The SAT starts with the essay section so it is extremely important to take the essay seriously so you can start your test off on the right foot. Mike McClenathan, author of PWN the SAT, takes a look at some Dos and Don’ts when approaching the SAT essay:
Read enough SAT essays and patterns begin to emerge. Some of them are good (I mostly still love seeing The Great Gatsby used as an example even though I've seen it a million times, as long as it's appropriate for the prompt) and some not so much. Here's a smattering of common things you should or should not do, based on things I have seen people do over and over again.
- DO write a clear and concise intro that states your position, mentions your examples and gets out of the way.
- DO choose examples that fit the prompt and about which you are knowledgeable.
- DO conclude your essay succinctly and without fanfare.
- DO be as specific as you can about everything. Specificity is probably what I harp on the most when I work with students on their essays.
- DON'T try to make the question broader than it is, or spend time pontificating about definitions of words, or different philosophies about the subject. And please do not start your essay with "In life." Just get to the point.
- DON'T claim that your examples are proof of anything. You are making an argument, not constructing a rigorous logical proof.
- DON'T use hypothetical examples. Anyone can come up with an imaginary scenario that plays out in a way that supports an argument.
- DON'T try out vocabulary words in your essay if you haven't been using them successfully in real life. If you use a word wrong, it makes you look silly.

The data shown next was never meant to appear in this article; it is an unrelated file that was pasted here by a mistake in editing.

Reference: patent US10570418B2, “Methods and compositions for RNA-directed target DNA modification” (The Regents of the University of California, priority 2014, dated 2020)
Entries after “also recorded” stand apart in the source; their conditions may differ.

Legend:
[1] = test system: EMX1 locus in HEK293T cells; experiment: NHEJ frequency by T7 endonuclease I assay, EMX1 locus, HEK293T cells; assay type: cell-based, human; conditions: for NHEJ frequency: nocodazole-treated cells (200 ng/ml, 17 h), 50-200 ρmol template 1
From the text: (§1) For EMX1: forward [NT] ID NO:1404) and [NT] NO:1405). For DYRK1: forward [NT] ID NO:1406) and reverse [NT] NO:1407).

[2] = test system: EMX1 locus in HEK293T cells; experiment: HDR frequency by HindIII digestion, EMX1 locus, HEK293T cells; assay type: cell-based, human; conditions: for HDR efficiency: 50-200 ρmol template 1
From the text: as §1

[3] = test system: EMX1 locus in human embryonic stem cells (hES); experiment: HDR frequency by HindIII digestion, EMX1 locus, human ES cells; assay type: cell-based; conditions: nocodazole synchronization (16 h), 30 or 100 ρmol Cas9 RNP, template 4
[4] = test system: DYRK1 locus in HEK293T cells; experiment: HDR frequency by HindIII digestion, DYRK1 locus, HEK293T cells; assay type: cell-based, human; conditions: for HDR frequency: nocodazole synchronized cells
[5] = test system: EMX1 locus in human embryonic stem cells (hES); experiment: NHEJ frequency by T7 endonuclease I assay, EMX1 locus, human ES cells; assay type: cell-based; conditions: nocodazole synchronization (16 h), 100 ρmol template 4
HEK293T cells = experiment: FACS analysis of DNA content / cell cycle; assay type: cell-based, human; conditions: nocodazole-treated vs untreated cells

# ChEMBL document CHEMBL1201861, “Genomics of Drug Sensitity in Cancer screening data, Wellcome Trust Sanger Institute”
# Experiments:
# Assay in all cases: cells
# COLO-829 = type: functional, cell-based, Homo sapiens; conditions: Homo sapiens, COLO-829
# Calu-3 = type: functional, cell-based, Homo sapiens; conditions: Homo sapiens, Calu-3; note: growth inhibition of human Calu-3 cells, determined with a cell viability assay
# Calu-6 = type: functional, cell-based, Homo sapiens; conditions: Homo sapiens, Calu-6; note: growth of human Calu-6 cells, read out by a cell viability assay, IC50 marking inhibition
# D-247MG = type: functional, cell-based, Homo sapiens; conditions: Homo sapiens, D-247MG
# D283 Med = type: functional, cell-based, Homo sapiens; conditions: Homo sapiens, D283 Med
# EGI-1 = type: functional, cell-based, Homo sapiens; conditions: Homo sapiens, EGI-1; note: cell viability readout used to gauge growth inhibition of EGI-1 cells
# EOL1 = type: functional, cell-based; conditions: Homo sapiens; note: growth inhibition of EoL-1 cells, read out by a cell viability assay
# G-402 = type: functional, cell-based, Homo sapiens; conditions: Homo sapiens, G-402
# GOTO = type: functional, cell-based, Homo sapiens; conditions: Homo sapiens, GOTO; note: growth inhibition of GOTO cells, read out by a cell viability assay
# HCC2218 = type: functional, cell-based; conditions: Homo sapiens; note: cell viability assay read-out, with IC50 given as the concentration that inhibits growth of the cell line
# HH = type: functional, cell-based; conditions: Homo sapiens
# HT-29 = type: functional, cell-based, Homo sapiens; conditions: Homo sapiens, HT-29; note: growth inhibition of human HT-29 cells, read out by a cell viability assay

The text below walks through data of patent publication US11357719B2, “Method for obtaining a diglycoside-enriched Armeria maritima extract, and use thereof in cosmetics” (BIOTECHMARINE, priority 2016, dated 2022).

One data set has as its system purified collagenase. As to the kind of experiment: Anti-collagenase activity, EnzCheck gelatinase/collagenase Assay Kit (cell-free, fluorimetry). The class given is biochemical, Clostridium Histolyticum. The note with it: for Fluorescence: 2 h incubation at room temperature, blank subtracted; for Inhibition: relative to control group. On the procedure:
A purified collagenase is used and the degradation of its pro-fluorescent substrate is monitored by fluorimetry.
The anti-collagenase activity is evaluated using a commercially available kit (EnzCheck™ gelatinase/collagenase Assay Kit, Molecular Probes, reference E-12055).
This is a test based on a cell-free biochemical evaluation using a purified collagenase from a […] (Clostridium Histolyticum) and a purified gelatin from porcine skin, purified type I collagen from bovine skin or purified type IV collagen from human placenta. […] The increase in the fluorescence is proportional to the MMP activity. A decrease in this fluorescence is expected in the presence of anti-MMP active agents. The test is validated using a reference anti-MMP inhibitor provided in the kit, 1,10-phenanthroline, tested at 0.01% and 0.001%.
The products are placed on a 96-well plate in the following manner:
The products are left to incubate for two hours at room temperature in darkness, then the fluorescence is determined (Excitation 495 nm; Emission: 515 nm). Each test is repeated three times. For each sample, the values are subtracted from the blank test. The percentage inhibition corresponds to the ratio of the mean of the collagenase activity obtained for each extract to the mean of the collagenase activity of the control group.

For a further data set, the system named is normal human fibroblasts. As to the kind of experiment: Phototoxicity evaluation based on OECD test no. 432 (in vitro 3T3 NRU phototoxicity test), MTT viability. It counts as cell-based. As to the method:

- DON'T make too much up. You don't need to know every single detail about your examples and it's OK to fudge a minor detail or two, but if you're completely in the dark about your example, you're spending too much energy making up details and not enough energy crafting an argument. I get so much push back on this from students who have heard that they can't be graded down for making things up, so I'm gonna hit you with the truth. Great works of literature with robust plots and salient themes were carefully crafted over months, if not years. If you're so arrogant that you think it's easy for you to come up with a realistic sounding plot of a completely new book in 25 minutes, I won't argue with you. But I will have no pity on you when your grader is not impressed.
- DON'T cut an example paragraph short in order to write a conclusion if you're running out of time. You are graded on what you put on the page, not what you leave out, and you'll do better to make good points about your examples than you will repeating yourself in a conclusion.
- DON'T start your conclusion by writing "In conclusion." I hate that.
- DON'T make overly grandiose claims about what you have accomplished in your essay.